It is in this great hall that brave Hermod finds Baldur sitting in dejection next to his unwanted Queen. Baldur is sitting in a place of honor next to the decomposing goddess which does not bode well for Odin’s messenger whose task is to plead for Baldur’s freedom.
The Queen of Hel listens to Hermod’s plea on behalf of all the Aesir. She hears that every living thing mourns and laments his loss and that the whole world begs for his return.
Owing nothing to the gods, yet Hel says that she will comply with the request but on one condition. Hermod assures Hel that she will receive anything she asks in return. In order to release Baldur to the world of the living once more, she requires only that all living things, throughout the nine realms, must shed a tear for his loss. Then he will be returned.
Hermod returns to Asgard with his message of hope and the gods set about fulfilling Hel’s condition. With their combined powers, the Aesir and Vanir travel far and wide between the nine realms using their powers of persuasion to convince all beings that they must weep for their beloved Baldur.
At last, all have been convinced and all creation has wept for the god who can unite all beings, mortal and immortal. Except for one giantess, the lonely Thokk, living apart from all others in a remote corner of Jotunheim. For reason unknown this lone person in the vastness of all the worlds of creation will not consent to shed a tear for the light god, explaining that she held no love for Odin or his son and that she was content for Hel to hold on to her prize.
Despite their heroic dedication to the task, Hel has not relented and Baldur, Odin son and half-brother of Thor, remains trapped among thieves and liars under the gloomy rule of Loki’s fearsome daughter.
Little is known about the one being in all creation who could find no sorrow for the loss of the god of light to the underworld of shadow and darkness. Some suspect that she was in fact, the trickster god himself, Loki, disguised to perfection with the deceit of his shape-shifting powers.
The Casting Down of Jormungand
Like his brother Fenrir, the world snake was born and raised in Jotunheim by his giant mother Angrboda. His life was uneventful until the arrival of a party of Aesir sent by the Allfather to take him and his siblings to Asgard by force.
Separated from his mother, Jormungand was seized by Odin and cast into the sea that surrounds Midgard and left unconscious to slumber beneath the ocean for all eternity, if the Allfather would have his way.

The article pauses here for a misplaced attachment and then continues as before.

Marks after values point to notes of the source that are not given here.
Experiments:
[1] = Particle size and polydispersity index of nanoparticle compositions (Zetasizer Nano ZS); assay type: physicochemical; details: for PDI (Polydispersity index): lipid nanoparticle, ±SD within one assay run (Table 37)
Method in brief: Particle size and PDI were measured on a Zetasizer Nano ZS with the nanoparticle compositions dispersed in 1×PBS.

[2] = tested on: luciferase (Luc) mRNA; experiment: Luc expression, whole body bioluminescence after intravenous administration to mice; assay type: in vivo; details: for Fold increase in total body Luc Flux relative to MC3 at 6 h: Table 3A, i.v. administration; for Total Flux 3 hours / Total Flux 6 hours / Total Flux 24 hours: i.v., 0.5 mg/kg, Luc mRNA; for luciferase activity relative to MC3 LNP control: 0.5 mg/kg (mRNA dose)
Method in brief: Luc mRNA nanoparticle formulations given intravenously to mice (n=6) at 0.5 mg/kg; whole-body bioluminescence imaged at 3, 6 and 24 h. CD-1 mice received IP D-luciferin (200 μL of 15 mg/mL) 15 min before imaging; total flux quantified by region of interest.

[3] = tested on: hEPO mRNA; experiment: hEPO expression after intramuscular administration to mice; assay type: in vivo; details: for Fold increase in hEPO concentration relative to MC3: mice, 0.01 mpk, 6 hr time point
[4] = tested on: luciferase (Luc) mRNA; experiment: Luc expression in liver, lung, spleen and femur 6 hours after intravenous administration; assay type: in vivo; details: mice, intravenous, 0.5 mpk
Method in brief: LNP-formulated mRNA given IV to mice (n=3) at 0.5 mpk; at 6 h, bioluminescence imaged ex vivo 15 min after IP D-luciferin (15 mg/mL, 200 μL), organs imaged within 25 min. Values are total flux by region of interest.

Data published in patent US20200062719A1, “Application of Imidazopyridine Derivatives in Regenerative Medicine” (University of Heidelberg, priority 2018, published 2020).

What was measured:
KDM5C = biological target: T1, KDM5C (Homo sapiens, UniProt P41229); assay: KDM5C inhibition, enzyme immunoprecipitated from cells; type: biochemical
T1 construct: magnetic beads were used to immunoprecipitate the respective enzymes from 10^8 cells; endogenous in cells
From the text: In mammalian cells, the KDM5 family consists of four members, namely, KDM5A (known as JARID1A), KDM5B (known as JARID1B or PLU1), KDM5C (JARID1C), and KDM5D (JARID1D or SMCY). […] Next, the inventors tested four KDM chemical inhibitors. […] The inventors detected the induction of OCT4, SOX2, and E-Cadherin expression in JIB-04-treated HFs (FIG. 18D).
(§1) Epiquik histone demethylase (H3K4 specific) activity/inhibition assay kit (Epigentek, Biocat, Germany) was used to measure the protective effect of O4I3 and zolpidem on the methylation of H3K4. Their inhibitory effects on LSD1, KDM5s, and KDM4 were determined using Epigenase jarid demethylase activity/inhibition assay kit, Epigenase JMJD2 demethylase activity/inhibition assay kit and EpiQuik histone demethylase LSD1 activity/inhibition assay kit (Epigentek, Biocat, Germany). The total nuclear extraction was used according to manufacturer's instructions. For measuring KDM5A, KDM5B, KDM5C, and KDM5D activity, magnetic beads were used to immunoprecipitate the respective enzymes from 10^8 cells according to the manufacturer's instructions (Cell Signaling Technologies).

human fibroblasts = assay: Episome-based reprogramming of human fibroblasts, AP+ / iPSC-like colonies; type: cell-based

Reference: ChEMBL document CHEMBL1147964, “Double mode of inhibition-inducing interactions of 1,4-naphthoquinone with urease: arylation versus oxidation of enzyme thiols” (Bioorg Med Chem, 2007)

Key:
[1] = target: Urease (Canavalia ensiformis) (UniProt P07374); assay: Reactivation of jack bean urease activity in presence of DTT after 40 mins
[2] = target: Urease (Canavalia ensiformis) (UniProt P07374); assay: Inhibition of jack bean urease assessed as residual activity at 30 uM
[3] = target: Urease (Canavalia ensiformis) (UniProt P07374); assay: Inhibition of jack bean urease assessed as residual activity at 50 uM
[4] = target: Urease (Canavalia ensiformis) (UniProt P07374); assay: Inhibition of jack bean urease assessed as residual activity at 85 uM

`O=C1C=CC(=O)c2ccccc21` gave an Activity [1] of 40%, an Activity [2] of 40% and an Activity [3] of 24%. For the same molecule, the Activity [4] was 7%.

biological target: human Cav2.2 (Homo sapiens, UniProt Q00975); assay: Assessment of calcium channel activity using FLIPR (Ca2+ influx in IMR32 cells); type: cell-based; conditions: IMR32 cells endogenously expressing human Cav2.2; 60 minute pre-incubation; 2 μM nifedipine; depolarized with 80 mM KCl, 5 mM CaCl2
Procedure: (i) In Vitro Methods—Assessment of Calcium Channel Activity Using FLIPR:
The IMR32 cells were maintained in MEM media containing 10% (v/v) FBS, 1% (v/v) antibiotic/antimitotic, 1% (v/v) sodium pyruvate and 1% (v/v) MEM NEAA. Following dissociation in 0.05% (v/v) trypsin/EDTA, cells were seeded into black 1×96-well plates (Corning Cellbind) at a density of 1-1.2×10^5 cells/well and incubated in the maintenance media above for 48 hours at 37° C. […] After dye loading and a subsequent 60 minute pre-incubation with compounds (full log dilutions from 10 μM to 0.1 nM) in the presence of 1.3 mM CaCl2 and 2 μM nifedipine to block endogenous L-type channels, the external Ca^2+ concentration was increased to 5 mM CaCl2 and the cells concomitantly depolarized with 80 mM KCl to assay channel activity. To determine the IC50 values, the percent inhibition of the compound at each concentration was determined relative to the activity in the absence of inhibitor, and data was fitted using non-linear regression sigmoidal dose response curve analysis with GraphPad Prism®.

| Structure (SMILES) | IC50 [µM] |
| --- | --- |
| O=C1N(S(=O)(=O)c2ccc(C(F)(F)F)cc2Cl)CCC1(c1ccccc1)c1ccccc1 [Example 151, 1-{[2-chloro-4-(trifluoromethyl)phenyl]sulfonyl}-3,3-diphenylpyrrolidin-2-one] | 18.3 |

Like his enormous brother Fenrir, Jorumungand continues to grow, and eventually, his body became long enough to encircle our entire world. In this way, his tail became lodged in his mouth and there he sleeps even now, awaiting the world’s end.
The Challenge of Utgarda-Loki
Thor went to Jotunheim to test his strength against the frost giants and was challenged by the giant king Utgarda-Loki, to lift an enormous sleeping cat. Thor, the strongest of all the Aesir, barely raised a single paw above his head, leaving the thunder god in doubt of his powers.
Unbeknownst to him, this was no cat’s paw but Jorumungand’s vast tail. His power to lift so great a being above his head struck fear into the heart of the giants lest the very dimensions of the universe should be altered by so prodigious a feat.
The Baiting of Jormungand
On another occasion, the mighty Thor went fishing with the giant Hymir. In his stupor, Jormungand latched on to the ox head that the fishing companions were using for bait. Once more the Odin-son succeeded in raising the world serpent and seeing him eye to eye above the waves prepared to strike the life from his body.
Before he could do so, Hymir, filled with dread, severed the line, and Jormungand sank once more beneath the waves, remaining intact for the day of Ragnarok when he and Thor will confront each other one last time.
Odin and Fenrir
In his continual search for wisdom, the Allfather has discovered that the worlds he labored to create must one day come to a violent end. He knows that Fenrir and Jormungand will be defeated and that he and his son Thor will sacrifice their lives to do so.